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The Student Newspaper of Hopkins School

The Pros of Procrastination

The Aftershave
In the interest of full disclosure, I willingly admit that I procrastinated this article far too much. Since freshman year I have noticed a steady decline in my ability to work and plan ahead, partially due to the greater number of responsibilities I’ve accumulated, but mostly because of the general deterioration of my once overly-productive work ethic.
Procrastination is certainly perceived as an enemy of the Hopkins student. With so much to do in so little time, delaying work of any kind can lead to extremely stressful breakdowns, sleepless nights or a dangerous influx of caffeine. But in the academically-intense environment that is Hopkins, procrastination is not only inevitable, but even sometimes—dare I say it—helpful.

“I should have studied that extra half-hour for the quiz,” I tell myself. “Why didn’t I put in a little more time into that essay?” “If only I had started the project a day earlier, my poster wouldn’t be so messy, right?” It’s easy to fall into this self-reprimanding mindset without realizing the value inherent in letting yourself take a break. Healthy academic competition amongst students is empowering, but it’s also crucial to prioritize a happy and healthy mind, body and spirit. (Besides, staying up late to finish an assignment isn’t worth the cost of falling asleep in class the next day!)

While I don’t mean to condone a chronic or detrimental habit of procrastination, I do believe there is a hidden benefit to the things we do when we aren’t focusing solely on work. There is something to be said for watching an extra episode of “Mad Men”, or getting an extra hour of sleep, even if it is at the cost of a grade. (I know. Can you believe it?)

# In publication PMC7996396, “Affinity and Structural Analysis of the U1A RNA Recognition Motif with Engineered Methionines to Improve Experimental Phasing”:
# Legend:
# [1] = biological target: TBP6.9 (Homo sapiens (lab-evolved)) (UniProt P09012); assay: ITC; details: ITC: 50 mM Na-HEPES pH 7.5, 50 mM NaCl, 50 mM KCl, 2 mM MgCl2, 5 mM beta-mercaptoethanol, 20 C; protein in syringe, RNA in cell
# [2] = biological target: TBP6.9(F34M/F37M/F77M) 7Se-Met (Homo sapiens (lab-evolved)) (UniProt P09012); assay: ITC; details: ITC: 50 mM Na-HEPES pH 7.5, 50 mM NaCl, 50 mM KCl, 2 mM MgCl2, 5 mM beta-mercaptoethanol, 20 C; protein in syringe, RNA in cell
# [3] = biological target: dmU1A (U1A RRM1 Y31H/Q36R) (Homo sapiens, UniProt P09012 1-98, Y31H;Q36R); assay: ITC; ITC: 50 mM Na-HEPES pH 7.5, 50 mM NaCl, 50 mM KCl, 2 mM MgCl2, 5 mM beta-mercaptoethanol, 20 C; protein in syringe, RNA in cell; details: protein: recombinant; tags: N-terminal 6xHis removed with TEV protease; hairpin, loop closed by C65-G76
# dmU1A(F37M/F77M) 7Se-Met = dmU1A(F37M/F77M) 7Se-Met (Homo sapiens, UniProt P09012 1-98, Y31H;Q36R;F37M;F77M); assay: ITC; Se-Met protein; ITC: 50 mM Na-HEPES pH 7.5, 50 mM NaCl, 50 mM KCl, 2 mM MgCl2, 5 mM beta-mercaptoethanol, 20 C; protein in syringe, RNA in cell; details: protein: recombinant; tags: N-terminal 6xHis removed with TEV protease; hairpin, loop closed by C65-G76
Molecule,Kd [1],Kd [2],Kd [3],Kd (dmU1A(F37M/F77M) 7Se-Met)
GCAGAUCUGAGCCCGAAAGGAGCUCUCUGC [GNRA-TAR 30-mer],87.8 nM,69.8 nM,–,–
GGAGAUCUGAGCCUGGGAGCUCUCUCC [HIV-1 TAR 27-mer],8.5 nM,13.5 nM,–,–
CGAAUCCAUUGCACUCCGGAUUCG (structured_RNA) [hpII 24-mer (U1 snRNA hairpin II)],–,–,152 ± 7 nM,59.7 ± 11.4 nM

I’ve learned about humor, culture and even politics and social justice from watching what some might deem as “mindless television.” Additionally, the classes where I am most engaged during the school day always follow the nights in which I’ve gotten the most sleep. If overworking comes at the cost of being unhappy, isn’t that just as unfulfilling as never working at all?

We strive for the “work hard, play hard” lifestyle, but oftentimes it is hard to find the proper balance. Is it possible at Hopkins to get good grades, maintain a healthy social life, and sleep the recommended amount? This is often a question posed by college students, but it applies to Hopkins students, as well.

The balance is ultimately possible to achieve through years of mastery. As a senior, I’ve learned enough about my own work habits and daily schedule that I can manage my time accordingly. Of course, it will take awhile to adjust to the hectic life of a Hopkins student. So, to younger students reading this, here is my advice for you: Forgive yourself. Do not beat yourself up if you give yourself that extra sleep, or watch that extra episode, or stay up late talking to your parents about something funny.

Don’t undermine the importance of these experiences and habits, because they contribute to making you a more well-rounded, thoughtful and interesting student and person. Be dedicated to your work, engage thoughtfully in class, and seek the areas of study that you find interesting. But lastly, commit to a healthy body and mind; work hard, play hard, sleep well.
Editor in Chief 
Theodore Tellides

Managing Editor 
Katie Broun

Sarah Roberts
JR Stauff
Zoe Kim
Julia Kosinski
Connor Pignatello
Izzy Lopez-Kalapir
Lily Meyers
Veronica Yarovinsky

Ellie Doolittle
Katherine Takoudes
Leah Miller
Connor Hartigan
Saloni Jain
Simon Bazelon

Audrey Braun
Alex Hughes
Teddy Glover
Anushree Vashist
Sara Chung
Saira Munshani
George Kosinski

Olivia Capasso
Elena Savas
Noah Schmeisser
Ziggy Gleason
Casey Gleason
Melody Parker
Arthur Masiukiwicz

Nina Barandiaran
Arushi Srivastava

Business Managers
Caitlyn Chow
Sophia Fitzsimonds

Faculty Advisers
Elizabeth Gleason
Jennifer Nicolelli
Sorrel Westbrook
The Razor's Edge reflects the opinion of 4/5 of the editorial board and will not be signed. The Razor welcomes letters to the editor but reserves the right to decide which letters to publish, and to edit letters for space reasons. Unsigned letters will not be published, but names may be withheld on request. Letters are subject to the same libel laws as articles. The views expressed in letters are not necessarily those of the editorial board.
The Razor,
 an open forum publication, is published monthly during the school year by students of: 
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